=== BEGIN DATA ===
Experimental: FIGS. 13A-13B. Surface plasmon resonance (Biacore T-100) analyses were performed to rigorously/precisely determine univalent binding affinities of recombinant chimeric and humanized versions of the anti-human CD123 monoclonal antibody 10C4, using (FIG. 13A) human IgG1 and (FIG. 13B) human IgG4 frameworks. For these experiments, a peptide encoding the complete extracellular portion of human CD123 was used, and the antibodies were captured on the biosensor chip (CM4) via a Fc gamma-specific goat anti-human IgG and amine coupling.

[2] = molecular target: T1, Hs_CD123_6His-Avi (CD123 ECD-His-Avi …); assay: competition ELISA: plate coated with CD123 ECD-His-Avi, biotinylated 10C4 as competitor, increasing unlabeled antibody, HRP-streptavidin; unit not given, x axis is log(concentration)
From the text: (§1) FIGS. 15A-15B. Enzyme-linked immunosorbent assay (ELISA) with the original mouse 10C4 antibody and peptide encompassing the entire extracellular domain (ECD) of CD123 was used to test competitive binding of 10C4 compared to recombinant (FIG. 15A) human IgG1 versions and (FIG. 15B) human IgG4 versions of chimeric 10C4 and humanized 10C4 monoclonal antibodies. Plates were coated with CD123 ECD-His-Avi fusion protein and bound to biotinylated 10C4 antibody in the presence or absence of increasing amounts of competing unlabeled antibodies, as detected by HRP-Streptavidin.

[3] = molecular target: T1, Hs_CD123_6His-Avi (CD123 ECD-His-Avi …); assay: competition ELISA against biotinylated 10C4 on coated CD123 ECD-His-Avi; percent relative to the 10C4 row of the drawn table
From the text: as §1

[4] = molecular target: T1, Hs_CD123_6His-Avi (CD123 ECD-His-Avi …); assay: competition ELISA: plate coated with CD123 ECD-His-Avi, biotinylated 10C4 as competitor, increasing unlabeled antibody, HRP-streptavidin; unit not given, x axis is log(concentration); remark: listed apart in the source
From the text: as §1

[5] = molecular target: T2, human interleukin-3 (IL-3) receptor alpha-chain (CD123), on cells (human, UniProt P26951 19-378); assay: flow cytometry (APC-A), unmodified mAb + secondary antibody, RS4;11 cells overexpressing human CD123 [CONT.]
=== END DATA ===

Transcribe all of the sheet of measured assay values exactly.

Experimental: FIGS. 13A-13B. Surface plasmon resonance (Biacore T-100) analyses were performed to rigorously/precisely determine univalent binding affinities of recombinant chimeric and humanized versions of the anti-human CD123 monoclonal antibody 10C4, using (FIG. 13A) human IgG1 and (FIG. 13B) human IgG4 frameworks. For these experiments, a peptide encoding the complete extracellular portion of human CD123 was used, and the antibodies were captured on the biosensor chip (CM4) via a Fc gamma-specific goat anti-human IgG and amine coupling.

[2] = molecular target: T1, Hs_CD123_6His-Avi (CD123 ECD-His-Avi …); assay: competition ELISA: plate coated with CD123 ECD-His-Avi, biotinylated 10C4 as competitor, increasing unlabeled antibody, HRP-streptavidin; unit not given, x axis is log(concentration)
From the text: (§1) FIGS. 15A-15B. Enzyme-linked immunosorbent assay (ELISA) with the original mouse 10C4 antibody and peptide encompassing the entire extracellular domain (ECD) of CD123 was used to test competitive binding of 10C4 compared to recombinant (FIG. 15A) human IgG1 versions and (FIG. 15B) human IgG4 versions of chimeric 10C4 and humanized 10C4 monoclonal antibodies. Plates were coated with CD123 ECD-His-Avi fusion protein and bound to biotinylated 10C4 antibody in the presence or absence of increasing amounts of competing unlabeled antibodies, as detected by HRP-Streptavidin.

[3] = molecular target: T1, Hs_CD123_6His-Avi (CD123 ECD-His-Avi …); assay: competition ELISA against biotinylated 10C4 on coated CD123 ECD-His-Avi; percent relative to the 10C4 row of the drawn table
From the text: as §1

[4] = molecular target: T1, Hs_CD123_6His-Avi (CD123 ECD-His-Avi …); assay: competition ELISA: plate coated with CD123 ECD-His-Avi, biotinylated 10C4 as competitor, increasing unlabeled antibody, HRP-streptavidin; unit not given, x axis is log(concentration); remark: listed apart in the source
From the text: as §1

[5] = molecular target: T2, human interleukin-3 (IL-3) receptor alpha-chain (CD123), on cells (human, UniProt P26951 19-378); assay: flow cytometry (APC-A), unmodified mAb + secondary antibody, RS4;11 cells overexpressing human CD123 [CONT.]